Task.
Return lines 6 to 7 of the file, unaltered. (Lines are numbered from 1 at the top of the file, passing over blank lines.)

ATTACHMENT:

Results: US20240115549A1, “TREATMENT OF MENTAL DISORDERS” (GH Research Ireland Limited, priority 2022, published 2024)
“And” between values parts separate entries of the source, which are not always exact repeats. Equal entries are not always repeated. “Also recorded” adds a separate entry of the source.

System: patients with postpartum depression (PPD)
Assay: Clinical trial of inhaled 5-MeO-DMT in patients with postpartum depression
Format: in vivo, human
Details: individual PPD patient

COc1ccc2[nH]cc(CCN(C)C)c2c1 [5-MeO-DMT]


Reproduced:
Details: individual PPD patient

COc1ccc2[nH]cc(CCN(C)C)c2c1 [5-MeO-DMT]